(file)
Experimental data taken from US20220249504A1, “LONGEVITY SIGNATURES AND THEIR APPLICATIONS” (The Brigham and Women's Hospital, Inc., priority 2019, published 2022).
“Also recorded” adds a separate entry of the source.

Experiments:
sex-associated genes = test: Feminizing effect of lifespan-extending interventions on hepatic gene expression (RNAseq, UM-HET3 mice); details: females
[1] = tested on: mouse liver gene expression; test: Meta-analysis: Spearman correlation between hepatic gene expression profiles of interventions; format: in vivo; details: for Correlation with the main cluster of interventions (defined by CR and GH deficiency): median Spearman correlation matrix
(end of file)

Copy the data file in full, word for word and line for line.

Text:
Experimental data taken from US20220249504A1, “LONGEVITY SIGNATURES AND THEIR APPLICATIONS” (The Brigham and Women's Hospital, Inc., priority 2019, published 2022).
“Also recorded” adds a separate entry of the source.

Experiments:
sex-associated genes = test: Feminizing effect of lifespan-extending interventions on hepatic gene expression (RNAseq, UM-HET3 mice); details: females
[1] = tested on: mouse liver gene expression; test: Meta-analysis: Spearman correlation between hepatic gene expression profiles of interventions; format: in vivo; details: for Correlation with the main cluster of interventions (defined by CR and GH deficiency): median Spearman correlation matrix